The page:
Final Shuttle Flight STS 135, July 2011

STS-135 launch

STS135 Mission Patch

STS135 Mission Patch

WA4NZD will operate from NASA‘s Marshall Space Flight Center‘s club station after the launch of Atlantis to celebrate and commemorate STS-135, the final flight of the space shuttle program. The launch is currently scheduled for Friday morning, July 8th, 2011. This station may be in operation sporadically throughout the entire mission, based entirely on operator availability. Most likely the operating times will be during lunch and after work. Watch this website and our for the most timely updates in real time. Similar operations are being conducted at other NASA centers, including:

  • special event station N4S operating near the Kennedy Space Center in Florida. Their information can be found via .
  • The JSC club station W5RRR near Houston, Tx ..
  • special event station N5S operating from near the White Sands Complex in New Mexico. Their web site can be found via
  • Hopefully, other NASA center radio clubs will be operating on nearby frequencies and several should be available for multiple contacts.

These are volunteers, and many of us are working supporting shuttle and ISS missions during our day-job time slots… please be patient with us.

The operating frequencies for WA4NZD are most likely to be near 7.280, 14.280, and 21.280. A confirmation certificate will be provided only to stations in our contact logs that submit a large 8.5 x 11 (#10) SASE, as this operation receives only voluntary contributions for postage and printing expenses. Confirmation via is of course at no cost.

We are proud to be able to support the shuttle program, and to be able to celebrate this final launch of the shuttle program. Bon Voyage . . . ! . . .

The STS135 crew

The STS135 crew

Listen for us and give us a call.
Thanks /;^)

( – update, as of 11am CDT 8 July 2011 – )
The orbiter Atlantis is underway, and has attained orbit.
Our special event operations will commence shortly.
Please also visit our Final Shuttle Flight page for additional thoughts.

( – update, as of 4:30pm CDT 8 July 2011 – )
We are currently on 20m at 14.280 +/- 10 kHz.
We managed to get thru the pileup and made contact with N4S, there were lots of stations calling them. Could be busy… /;^)

STS-135 In Orbit

Space Shuttle Program patch

Space Shuttle Program patch

(Atlantis is NOW on-orbit – 8 July 2011 !!)
‘s Marshall Space Flight Center Amateur Radio Club will be on the air ! We are looking forward to making many contacts with amateur radio operators, in celebration of this final launch of the US Space Shuttle Program.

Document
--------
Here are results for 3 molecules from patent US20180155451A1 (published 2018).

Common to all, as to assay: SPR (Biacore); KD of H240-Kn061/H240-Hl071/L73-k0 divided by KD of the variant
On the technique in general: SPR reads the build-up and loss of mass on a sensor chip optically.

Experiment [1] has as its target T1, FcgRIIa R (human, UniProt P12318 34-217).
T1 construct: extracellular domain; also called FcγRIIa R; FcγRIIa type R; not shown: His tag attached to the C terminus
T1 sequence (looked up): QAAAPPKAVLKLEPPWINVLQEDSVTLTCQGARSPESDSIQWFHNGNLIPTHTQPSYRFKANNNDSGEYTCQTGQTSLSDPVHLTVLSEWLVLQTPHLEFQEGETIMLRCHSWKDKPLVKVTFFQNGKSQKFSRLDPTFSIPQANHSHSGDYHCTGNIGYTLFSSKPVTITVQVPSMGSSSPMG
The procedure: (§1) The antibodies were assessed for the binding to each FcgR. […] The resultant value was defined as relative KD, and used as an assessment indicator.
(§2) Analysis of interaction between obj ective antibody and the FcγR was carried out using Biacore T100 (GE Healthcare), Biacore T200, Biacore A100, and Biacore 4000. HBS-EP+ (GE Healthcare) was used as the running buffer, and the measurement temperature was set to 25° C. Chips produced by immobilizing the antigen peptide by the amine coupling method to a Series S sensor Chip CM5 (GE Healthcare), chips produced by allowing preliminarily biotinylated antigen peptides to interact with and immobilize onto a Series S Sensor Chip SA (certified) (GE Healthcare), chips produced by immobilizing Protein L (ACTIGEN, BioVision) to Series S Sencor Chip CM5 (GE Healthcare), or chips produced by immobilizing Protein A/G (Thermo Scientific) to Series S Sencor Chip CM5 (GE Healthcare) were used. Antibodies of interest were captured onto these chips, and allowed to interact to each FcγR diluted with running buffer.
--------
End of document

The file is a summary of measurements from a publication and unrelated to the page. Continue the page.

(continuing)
Additional details on this special event operation are on our home page.

Previous experience shows that folks are interested in NASA, and enjoy connecting with us via ham radio. It often seems that everyone these days either knows someone working on the space program, or has had friends neighbors, or relatives contributing to past missions in space.

It is hard to believe that out of NASA’s 50 years – we have been flying the shuttles for 30 of those years. Sometimes it seems like we have just begun.

These are exciting times, and the end of this shuttle program brings us a new opportunity to explore the next generation of discovery and further exploration. As sad as this is in many respects, this transition will allow NASA to re-utilize some of this talent and know-how to bring the future closer to reality.

We also need to invest heavily in our future scientists and explorers. Ham radio has been, and continues to be an excellent introduction to the world of science for many of us – please do your part to encourage and support our future generations by helping them to become involved in the world around us.

Thanks for your interest and support /;^)

STS 135 Landing

Posted on by

The pre-dawn landing of the Atlantis orbiter marked the end of the US Space Shuttle Program. New developments and technologies will continue to evolve our world, but only if we push the limits of our imagination – and encourage this upcoming generation of scientists and engineers to continue in our footsteps. We will need more than Prime-Time TV and unlimited downloads to actually motivate our offspring to seek answers to the world’s questions. Show them the wonders of the world in such a way as to generate questions. Don’t just give them the easy answers. They will in time derive solutions much better than ours.

I always like to think that ham radio plays an important role in fostering exploration and discovery, that surely was the case for me. Speaking for the handful of ham operators that performed this special event here for the last two weeks; we certainly had our share of challenges and constraints, but we feel our mission was accomplished. We pulled together our limited resources, pooled our talents, and shared our enthusiasm for the space program with hundreds of fellow operators that nearly always thanked us and congratulated us on the success of NASA. We greatly appreciated your enthusiasm and interest.

WA4NZD Mission Patch for STS135

WA4NZD Mission Patch for STS135

Nine of our club members have collectively logged contact with 262 ham radio operators during our lunch hours, time after work, and even coming back to the Center on the weekends. Those that got onto our log sheets and that send us a SASE will receive our certificate, to confirm their contact. We expect the full log to be uploaded into after processing is complete. We would have liked to have had more operators, more time on the bands, and more contacts – but we really appreciated this opportunity to participate in such an historic event.
Not bad for a club that has only recently come out of hibernation.
Maybe next time…. The US Space Program is NOT over ..!..

Our thanks to the club operators, in no particular order :
(and the supporting members that helped to bring this club back to life)..


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